Get to Bed!
This is not always as easy as you want it to be. It can be a real challenge and is often the pathway to insomnia. We know sleep is a basic biologic need and it is essential for our body and mind to function properly. During wake hours, the pressure to fall asleep continues to build until sleep time. This pressure to fall asleep also called ‘sleep debt‘, is decreased or ‘paid off’ while sleeping. When the sleep debt, or sleep pressure, is not reduced sleep deprivation occurs.
How to fall asleep
Although there is much that we know about sleep, there are many more mysteries that exist about sleep. Here are some things that will keep you awake, and that you should probably avoid after 8 pm
- Caffeine including coffee, dark tea, soda
- Nicotine – cigarettes and chewing tobacco
- A more complex sleep disorder
Every person has a specific amount of sleep that they need. For most, it is eight hours. Some need more, and some need less. If you feel sleepy during the daytime, you probably are not getting enough quantity or quality of sleep. With so many individuals searching for the secret of how to fall asleep, we felt it beneficial to review a few key recommendations for helping people to fall asleep more easily.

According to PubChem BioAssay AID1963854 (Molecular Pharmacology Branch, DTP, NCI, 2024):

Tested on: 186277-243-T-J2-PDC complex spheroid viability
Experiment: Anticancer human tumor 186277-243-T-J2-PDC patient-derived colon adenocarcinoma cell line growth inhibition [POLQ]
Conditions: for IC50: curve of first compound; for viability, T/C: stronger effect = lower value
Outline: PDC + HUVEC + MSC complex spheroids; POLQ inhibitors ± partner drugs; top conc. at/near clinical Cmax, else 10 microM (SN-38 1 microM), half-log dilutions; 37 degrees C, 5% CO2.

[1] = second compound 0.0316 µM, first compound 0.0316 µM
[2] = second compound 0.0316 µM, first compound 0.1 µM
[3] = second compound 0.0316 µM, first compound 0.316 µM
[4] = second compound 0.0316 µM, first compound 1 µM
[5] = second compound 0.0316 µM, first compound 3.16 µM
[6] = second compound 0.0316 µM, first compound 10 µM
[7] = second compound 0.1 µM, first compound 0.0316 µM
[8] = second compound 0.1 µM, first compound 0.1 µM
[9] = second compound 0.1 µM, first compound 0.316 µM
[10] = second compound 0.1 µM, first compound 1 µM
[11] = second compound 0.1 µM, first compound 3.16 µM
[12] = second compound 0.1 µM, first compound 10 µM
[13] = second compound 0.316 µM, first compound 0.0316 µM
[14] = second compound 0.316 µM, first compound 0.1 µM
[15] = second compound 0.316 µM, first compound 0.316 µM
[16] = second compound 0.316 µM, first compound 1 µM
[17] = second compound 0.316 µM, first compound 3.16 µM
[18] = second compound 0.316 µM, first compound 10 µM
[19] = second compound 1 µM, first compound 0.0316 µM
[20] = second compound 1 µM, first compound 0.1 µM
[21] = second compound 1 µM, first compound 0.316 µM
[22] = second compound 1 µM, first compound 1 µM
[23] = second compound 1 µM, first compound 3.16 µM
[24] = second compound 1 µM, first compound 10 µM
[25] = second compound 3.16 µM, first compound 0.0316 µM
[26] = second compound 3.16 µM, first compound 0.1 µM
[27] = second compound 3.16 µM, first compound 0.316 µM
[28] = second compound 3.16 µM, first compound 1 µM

Get to sleep faster
Have a ritual – go to bed at the same time. Wake up at the same time.
Calm yourself before bedtime – Many enjoy yoga, a hot shower or bath, or listening to soothing music. 3 Do something that relaxes you as part of your nightly ritual.
Avoid things that will keep you awake – this includes avoiding alcohol and caffeine before bedtime. Don’t exercise right before bedtime.
Don’t watch TV or read in bed – you only want to associate your bed and bedroom with sleep.
While in bed, if you find yourself awake for more than 10 minutes, get out of bed and sit on a chair until you are sleepy.
Realize that daytime naps will subtract some of the sleep pressure that you will have at night. Use them with caution if having difficulty sleeping at nighttime.
If you have difficulty falling asleep for more than a few days, you may have insomnia. There are several causes of insomnia. There are several treatment options for insomnia. Most treatment plans involve cognitive behavioral therapy for insomnia (CBT-i), and following sleep hygiene recommendations. Over-the-counter supplements, like melatonin, are sometimes used for the treatment of insomnia.
Realize that falling asleep is a natural, biologic process. You do not need a special substance or ‘trick’ to fall asleep. The need to sleep is ingrained in your DNA. Every person has a specific special amount of sleep that they require. You cannot force yourself to sleep if you have already slept enough. Similarly, you cannot sleep less than what your body requires. Trying to sleep more than what you need can actually lead to insomnia. Always remember: Don’t stress out about not falling asleep. If you have a bad night or find yourself awake for longer than expected, don’t be upset yourself. It will just keep you up longer.